In the 1950s a new technology came along to replace the potassium/calcium chemistry in submarines that uses more efficient amines. Amines are a broad class of chemicals that have been used in chemical refining processes since the 19th century, and in about the 1950s their use became widespread globally in chemical processes and are one of the mainstays in chemical processing today.

There is much more work that must be done on carbon dioxide removal with reaching out to the oceans being very important, but time flies and we have advanced far beyond the time when climate scientists said 30 years ago that if we delayed, our mission would become much more challenging. We delayed and the challenges now border on unrecoverable. To address these critical time frames, we need to do everything we know how, with a priority on doing those things we know how to do best.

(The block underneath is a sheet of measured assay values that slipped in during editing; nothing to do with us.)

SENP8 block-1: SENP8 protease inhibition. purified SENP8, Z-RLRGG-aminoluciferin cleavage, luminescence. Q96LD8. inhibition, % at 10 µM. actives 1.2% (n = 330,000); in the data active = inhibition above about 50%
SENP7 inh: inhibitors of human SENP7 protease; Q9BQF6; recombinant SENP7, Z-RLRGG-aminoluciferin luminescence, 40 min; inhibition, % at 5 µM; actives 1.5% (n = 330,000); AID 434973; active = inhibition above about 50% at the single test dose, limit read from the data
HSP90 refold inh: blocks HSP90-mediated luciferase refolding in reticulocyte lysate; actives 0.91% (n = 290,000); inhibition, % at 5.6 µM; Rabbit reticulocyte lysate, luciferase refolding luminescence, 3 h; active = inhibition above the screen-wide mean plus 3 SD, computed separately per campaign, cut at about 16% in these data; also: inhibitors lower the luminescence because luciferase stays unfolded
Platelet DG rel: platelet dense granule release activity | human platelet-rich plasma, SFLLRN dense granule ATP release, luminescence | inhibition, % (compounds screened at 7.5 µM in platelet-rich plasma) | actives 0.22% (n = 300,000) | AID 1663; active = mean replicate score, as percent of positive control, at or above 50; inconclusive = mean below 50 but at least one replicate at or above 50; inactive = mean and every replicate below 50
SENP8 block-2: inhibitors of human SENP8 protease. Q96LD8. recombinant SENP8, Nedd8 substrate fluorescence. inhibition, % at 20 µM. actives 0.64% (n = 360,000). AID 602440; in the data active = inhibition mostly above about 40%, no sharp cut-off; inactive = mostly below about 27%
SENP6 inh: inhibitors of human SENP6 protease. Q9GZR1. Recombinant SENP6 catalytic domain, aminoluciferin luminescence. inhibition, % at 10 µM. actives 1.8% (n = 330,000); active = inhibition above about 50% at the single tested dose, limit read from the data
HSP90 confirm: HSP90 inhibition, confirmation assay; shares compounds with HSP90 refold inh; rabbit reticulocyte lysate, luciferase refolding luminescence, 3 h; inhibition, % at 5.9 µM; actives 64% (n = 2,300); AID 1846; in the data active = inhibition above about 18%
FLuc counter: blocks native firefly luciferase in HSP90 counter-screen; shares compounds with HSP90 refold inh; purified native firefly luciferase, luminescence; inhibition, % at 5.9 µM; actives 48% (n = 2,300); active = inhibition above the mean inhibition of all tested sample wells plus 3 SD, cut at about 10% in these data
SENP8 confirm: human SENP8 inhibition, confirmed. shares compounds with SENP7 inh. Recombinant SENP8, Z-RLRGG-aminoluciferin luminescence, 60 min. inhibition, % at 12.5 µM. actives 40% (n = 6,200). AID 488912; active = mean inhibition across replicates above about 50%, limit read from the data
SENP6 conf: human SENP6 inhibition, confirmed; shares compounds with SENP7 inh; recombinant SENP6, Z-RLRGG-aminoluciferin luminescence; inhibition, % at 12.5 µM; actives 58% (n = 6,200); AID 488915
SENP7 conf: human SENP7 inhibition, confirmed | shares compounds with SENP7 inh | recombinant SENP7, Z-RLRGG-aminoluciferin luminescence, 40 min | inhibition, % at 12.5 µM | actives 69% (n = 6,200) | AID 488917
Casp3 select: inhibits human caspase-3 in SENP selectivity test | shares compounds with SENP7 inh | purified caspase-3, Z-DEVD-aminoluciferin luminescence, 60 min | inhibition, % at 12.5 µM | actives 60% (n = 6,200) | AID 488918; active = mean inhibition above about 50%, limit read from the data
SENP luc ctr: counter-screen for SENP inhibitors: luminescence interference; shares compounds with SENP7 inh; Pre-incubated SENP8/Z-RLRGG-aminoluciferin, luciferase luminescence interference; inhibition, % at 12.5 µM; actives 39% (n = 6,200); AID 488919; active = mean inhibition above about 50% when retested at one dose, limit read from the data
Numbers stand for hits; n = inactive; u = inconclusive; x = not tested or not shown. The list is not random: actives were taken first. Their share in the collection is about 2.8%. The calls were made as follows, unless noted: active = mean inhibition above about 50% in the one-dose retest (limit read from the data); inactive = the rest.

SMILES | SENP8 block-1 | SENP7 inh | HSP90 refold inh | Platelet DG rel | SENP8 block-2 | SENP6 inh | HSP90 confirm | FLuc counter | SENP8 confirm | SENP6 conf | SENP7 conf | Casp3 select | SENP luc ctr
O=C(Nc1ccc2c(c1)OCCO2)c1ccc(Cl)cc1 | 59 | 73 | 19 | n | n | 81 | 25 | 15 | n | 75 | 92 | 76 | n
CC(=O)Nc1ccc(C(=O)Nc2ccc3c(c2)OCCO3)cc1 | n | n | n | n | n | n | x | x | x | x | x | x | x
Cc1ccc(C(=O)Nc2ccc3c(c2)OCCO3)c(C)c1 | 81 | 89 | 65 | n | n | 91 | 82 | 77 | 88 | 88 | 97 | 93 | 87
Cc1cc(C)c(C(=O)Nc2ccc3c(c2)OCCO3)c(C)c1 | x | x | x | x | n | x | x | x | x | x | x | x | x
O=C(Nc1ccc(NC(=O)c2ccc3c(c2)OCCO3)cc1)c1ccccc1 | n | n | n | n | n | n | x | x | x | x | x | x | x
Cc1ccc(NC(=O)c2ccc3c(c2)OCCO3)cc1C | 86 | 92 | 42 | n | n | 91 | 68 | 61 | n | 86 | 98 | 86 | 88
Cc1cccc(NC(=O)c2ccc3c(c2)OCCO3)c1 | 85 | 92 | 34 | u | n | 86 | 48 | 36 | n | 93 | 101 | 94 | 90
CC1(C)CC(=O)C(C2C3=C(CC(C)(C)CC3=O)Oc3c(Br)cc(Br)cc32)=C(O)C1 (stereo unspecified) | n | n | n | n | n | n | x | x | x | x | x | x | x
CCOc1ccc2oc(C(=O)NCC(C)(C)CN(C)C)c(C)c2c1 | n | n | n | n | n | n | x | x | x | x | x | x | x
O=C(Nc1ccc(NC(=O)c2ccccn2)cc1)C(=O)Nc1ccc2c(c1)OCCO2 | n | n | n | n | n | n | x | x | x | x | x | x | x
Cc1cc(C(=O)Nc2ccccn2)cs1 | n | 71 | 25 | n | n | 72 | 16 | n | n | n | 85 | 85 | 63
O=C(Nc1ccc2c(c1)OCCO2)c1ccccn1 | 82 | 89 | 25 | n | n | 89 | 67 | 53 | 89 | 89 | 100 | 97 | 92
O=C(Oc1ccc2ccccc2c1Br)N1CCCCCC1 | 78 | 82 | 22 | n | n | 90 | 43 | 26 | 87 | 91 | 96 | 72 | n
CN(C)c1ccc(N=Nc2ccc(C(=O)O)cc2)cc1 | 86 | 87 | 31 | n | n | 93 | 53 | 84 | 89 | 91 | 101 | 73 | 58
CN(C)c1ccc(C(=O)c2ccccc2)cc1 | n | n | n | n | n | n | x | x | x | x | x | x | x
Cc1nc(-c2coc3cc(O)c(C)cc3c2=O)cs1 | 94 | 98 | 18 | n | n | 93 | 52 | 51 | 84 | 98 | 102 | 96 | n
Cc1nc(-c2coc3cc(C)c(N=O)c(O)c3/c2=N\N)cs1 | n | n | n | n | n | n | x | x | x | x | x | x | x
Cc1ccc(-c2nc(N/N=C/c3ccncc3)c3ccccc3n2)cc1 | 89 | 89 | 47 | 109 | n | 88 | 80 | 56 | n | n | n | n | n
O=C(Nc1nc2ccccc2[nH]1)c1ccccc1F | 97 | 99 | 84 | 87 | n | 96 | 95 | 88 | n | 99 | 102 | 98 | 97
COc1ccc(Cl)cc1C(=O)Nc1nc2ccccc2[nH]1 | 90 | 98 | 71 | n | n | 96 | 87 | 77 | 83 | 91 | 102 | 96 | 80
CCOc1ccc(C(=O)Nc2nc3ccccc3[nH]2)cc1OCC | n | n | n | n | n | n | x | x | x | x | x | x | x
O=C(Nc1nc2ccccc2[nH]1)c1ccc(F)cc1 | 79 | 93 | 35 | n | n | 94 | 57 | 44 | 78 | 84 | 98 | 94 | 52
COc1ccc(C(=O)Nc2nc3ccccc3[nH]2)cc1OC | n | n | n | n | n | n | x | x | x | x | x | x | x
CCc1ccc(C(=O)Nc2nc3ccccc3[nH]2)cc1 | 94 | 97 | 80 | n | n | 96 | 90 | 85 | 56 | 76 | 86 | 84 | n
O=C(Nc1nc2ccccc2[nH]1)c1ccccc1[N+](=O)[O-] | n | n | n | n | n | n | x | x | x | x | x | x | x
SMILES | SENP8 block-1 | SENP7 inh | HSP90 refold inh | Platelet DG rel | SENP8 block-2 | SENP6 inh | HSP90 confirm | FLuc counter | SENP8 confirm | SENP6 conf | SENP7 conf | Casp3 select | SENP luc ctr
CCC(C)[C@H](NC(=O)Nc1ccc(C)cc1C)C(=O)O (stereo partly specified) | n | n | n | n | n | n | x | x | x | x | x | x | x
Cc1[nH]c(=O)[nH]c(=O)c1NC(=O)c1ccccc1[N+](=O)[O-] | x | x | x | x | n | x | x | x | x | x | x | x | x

Those things we know how to do best today are scaling industry to meet demand. The cost of photovoltaic energy generation for example has fallen from when we had proven the technology thirty years ago, by 100,000 percent. Most of this fall has been in the last decade because of giga scaling.

We know how to scale – ask Henry Ford, we build 74 million automobiles globally every year. Look to microchips, cell phones or gigabattery factories. It’s everywhere today, demand is high. The demand for greenhouse gas removal is even higher. We need to do what we know how to do best, as fast as we can, before it is too late.